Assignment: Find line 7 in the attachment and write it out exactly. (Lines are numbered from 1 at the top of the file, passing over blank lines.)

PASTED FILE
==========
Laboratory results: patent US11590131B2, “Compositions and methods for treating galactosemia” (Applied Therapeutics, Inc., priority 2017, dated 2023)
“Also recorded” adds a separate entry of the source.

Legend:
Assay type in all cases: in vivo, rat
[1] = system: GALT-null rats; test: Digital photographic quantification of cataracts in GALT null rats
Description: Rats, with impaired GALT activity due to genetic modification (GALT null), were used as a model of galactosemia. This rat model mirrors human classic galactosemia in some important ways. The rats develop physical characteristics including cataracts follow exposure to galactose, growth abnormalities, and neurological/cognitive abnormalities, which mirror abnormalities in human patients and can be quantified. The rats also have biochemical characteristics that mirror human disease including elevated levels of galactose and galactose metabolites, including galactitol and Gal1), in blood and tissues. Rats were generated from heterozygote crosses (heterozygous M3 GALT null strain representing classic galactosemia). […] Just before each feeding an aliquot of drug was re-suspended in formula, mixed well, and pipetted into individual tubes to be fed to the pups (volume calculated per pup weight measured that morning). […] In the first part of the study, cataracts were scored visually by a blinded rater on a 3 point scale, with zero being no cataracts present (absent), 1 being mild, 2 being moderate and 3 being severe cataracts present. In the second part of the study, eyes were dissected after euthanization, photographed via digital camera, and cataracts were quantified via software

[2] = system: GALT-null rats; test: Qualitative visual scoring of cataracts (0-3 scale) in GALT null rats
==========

[2] = system: GALT-null rats; test: Qualitative visual scoring of cataracts (0-3 scale) in GALT null rats